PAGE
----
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Jussie Smollett Investigation: What You Need To Know

Chicago (CBS) -- Two weeks have passed since Jussie Smollett told police he was attacked. The 36-year-old openly gay "Empire" actor has not changed his report of the event, but police still do not have anyone in custody.

Here are the five things you need to know about the ongoing investigation.

Jan. 29 Attack

Police said Smollett was walking home from a Subway restaurant, in the 300 block of E. Lower North Water Street, around 2 a.m. when two offenders yelled racial and homophobic slurs at him.

The offenders beat Smollett, put a rope around his neck and poured an unknown chemical substance on the him. They then fled the scene.

Smollett also told police the attackers allegedly yelled, "This is MAGA country," referring to President Donald Trump's slogan.

Sources said Smollett left the rope on his neck roughly 45 minutes until police arrived.

He took himself to Northwestern Hospital in good condition.

CPD detectives have been working the incident as a possible hate crime.

Two 'Persons of Interest'  

Two days after the alleged attack, police said video from cameras in the area of the attack showed "potential persons of interest" wanted for questioning. So far, police have been unable to identify them.

The video does not depict an assault, according to police, but people are "seen in the vicinity of the alleged criminal incident during the alleged time of occurrence."

Smollett Performed Weekend After Attack

The star took to the concert stage in Los Angeles Feb. 2 in his first public appearance since his reported attack. He told fans he wanted to clarify a few things and assured them he will be okay.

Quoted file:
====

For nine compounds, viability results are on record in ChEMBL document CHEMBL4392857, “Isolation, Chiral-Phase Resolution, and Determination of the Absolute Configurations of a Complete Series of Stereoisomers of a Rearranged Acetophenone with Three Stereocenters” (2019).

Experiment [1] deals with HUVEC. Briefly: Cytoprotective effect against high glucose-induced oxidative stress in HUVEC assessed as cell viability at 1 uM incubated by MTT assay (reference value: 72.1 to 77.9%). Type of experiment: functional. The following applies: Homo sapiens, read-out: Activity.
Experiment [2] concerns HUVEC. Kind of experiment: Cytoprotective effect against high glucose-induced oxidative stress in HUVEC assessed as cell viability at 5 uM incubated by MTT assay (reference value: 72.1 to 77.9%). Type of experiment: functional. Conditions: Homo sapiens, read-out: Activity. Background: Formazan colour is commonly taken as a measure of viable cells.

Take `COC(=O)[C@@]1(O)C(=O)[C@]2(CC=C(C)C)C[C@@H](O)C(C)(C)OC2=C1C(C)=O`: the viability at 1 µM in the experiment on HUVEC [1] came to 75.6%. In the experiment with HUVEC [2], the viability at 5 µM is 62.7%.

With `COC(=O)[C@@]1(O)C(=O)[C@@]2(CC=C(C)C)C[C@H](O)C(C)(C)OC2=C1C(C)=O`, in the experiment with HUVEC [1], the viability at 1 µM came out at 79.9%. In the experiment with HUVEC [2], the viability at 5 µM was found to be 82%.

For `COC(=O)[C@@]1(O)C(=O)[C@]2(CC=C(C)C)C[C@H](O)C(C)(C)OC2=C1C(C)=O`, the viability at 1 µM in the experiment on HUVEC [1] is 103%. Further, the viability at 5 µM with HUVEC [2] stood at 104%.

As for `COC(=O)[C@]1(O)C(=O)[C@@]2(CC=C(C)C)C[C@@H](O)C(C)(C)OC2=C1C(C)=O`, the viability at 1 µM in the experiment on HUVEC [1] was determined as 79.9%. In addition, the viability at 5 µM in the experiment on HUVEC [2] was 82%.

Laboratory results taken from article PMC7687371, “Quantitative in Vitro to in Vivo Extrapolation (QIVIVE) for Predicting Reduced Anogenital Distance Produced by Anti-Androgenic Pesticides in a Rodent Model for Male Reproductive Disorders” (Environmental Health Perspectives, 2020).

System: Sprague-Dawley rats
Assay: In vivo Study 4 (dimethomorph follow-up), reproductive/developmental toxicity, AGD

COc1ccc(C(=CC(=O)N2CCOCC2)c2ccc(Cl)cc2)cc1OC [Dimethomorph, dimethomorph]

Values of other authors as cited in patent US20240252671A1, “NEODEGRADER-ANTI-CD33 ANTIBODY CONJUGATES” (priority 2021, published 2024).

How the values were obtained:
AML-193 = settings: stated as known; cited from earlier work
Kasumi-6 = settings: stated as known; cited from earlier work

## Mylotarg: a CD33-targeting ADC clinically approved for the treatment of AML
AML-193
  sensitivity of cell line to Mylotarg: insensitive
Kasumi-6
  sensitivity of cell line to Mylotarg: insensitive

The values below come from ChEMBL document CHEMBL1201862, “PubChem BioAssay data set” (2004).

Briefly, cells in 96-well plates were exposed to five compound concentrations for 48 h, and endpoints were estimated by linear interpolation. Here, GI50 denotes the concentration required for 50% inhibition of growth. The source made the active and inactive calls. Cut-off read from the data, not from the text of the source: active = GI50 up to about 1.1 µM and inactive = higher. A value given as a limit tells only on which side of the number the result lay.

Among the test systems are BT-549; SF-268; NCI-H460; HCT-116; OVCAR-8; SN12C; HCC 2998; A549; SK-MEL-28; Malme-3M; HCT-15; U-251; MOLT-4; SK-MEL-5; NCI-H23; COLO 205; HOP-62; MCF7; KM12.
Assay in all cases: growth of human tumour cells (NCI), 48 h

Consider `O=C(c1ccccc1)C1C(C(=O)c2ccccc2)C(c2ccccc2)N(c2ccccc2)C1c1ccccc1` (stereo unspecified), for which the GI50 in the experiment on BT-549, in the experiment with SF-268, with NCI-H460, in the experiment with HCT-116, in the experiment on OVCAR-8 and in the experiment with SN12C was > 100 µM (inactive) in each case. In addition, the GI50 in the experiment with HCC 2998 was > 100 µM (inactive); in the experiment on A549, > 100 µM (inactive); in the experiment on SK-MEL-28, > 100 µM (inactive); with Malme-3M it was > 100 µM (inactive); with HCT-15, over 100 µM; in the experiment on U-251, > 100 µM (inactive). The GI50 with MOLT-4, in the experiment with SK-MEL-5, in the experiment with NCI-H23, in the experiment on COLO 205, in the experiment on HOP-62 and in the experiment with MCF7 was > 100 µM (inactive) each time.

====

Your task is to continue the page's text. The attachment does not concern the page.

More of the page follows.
"I'm not fully healed yet, but I'm going to [be], and I'm gonna stand strong with y'all," he said.

Smollett told fans he was bruised, but his ribs were neither cracked nor broken, and that he went to a doctor immediately after the attack, but wasn't hospitalized.

"Both my doctors in L.A. and Chicago cleared me to perform, but said to take care obviously. And above all, I fought the f*** back," he said. "I'm the gay Tupac."

Smollett Turned Over Phone Records This Week

Smollett turned over "limited and heavily redacted" phone records to police detectives Tuesday.

Chicago Police Department spokesman Anthony Guglielmi said Smollett turned over a PDF file containing a redacted record of phone calls, but he said the redactions were "extreme."

The records include the hour before the alleged attack.

"Any redacted information was intended to protect the privacy of personal contacts or high-profile individuals not relevant to the attack," Smollettt's spokesman, Peter Larsen, said.

Investigation Into Rope And Bottle 

Detectives are trying to determine the origin of the rope used in the alleged attack. Investigators are trying to determine where it came from, or where it might have been purchased.

Police are also investigating a half-empty hot sauce bottle with a clear liquid in it, which recently was found near the scene of the alleged attack. Sources said the bottle smelled like bleach, which might corroborate Smollett's claim his attackers poured a liquid chemical on him.

The bottle was not found during early evidence searches, but discovered later by a newspaper reporter.

It is unclear if it's related to the attack. Police turned it over to an FBI technical assistance team.

Smollett, in an interview with "Good Morning America," said he's "pissed off" and that his story is "the truth."

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